Having scored 36,298 points in his career, the second most career points in NBA history, and holding the record for most free throws both attempted and made, Malone is generally considered one of the greatest NBA power forwards. In 1997 and 1999, Malone won the NBA Most Valuable Player award. Malone appeared in the playoffs every season in his career, including three NBA Finals: in 1997 and 1998 with the Jazz and in 2004 with the Lakers. Internationally, Malone competed with the United States national team in the Summer Olympic games of 1992 and 1996; in both years he won gold medals. After retiring from the NBA, Malone joined the staff of the Louisiana Tech basketball team in 2007 and was inducted into the Naismith Memorial Basketball Hall of Fame in 2010.
Early life and college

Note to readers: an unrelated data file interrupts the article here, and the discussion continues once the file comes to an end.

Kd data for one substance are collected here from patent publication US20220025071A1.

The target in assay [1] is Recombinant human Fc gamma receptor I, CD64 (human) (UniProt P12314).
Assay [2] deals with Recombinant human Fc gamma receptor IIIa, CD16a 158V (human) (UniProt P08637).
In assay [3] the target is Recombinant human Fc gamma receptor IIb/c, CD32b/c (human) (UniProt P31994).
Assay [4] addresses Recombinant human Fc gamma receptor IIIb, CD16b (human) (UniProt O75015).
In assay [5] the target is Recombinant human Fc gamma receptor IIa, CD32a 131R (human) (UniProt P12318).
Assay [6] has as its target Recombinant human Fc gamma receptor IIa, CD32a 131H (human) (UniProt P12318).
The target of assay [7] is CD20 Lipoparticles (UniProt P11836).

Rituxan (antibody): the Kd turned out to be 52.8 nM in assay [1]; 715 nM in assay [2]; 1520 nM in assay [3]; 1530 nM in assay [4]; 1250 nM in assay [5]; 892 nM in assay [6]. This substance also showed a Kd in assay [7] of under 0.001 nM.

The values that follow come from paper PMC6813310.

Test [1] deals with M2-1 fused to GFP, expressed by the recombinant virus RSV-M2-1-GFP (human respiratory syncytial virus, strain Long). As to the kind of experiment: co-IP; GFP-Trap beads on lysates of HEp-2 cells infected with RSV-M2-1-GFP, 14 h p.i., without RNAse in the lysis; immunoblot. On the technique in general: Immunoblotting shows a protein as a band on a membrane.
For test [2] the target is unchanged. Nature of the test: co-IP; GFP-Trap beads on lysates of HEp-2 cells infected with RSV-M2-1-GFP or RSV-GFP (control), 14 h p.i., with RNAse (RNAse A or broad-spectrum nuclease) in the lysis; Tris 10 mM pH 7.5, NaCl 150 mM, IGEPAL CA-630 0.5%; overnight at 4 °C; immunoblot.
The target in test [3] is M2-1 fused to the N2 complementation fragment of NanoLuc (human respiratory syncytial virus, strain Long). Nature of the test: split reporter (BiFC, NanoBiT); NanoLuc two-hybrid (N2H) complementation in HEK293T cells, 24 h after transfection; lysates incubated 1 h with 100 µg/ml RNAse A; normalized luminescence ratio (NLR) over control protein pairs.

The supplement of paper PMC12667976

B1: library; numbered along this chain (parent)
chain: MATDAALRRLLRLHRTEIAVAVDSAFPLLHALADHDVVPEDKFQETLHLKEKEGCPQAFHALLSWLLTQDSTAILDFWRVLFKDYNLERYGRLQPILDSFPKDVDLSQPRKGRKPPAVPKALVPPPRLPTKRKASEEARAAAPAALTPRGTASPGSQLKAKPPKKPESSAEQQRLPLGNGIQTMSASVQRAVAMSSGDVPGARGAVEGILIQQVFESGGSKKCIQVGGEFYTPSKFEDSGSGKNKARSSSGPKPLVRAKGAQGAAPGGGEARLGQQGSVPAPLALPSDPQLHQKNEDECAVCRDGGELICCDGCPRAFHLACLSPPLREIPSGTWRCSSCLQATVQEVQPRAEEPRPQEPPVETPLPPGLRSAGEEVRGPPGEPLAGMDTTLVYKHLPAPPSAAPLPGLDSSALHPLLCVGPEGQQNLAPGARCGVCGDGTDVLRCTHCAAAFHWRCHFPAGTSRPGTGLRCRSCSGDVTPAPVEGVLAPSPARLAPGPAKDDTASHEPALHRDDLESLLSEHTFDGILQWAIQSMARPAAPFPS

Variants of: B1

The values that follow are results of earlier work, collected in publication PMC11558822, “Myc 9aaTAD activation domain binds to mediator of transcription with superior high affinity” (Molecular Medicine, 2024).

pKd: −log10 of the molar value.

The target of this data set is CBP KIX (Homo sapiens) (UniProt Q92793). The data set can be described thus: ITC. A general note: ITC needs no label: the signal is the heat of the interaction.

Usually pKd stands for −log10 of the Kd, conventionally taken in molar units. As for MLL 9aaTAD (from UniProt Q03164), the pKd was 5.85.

Born in Summerfield, Louisiana, Malone was the youngest boy of nine children and during his childhood lived in a farm with his single mother Shirley. His father Shedrick Hay was raising a family with another woman he married and committed suicide when Karl Malone was 14; Malone first disclosed that suicide in 1994. As a child, Malone often worked at the farm and chopped trees, hunted, and fished. He attended the local Summerfield High School and led its basketball team to three consecutive Louisiana Class C titles from 1979 to his senior season in 1981. Although recruited by University of Arkansas basketball coach Eddie Sutton, Malone enrolled at Louisiana Tech University, which was closer to home. He joined the Louisiana Tech Bulldogs basketball team in his second year because his grades were too low for freshman eligibility; Malone played under coach Andy Russo. In his second season with Louisiana Tech (1983-1984), Malone averaged 18.7 points and 9.3 rebounds per game. Louisiana Tech would finish the 1984-1985 season 29-3, at the top of the Southland Conference, and advance to the NCAA tournament for the first time in school history; the team finished at the Sweet 16 round. In each of his three seasons with the Louisiana Tech Bulldogs, Malone was an All-Southland selection.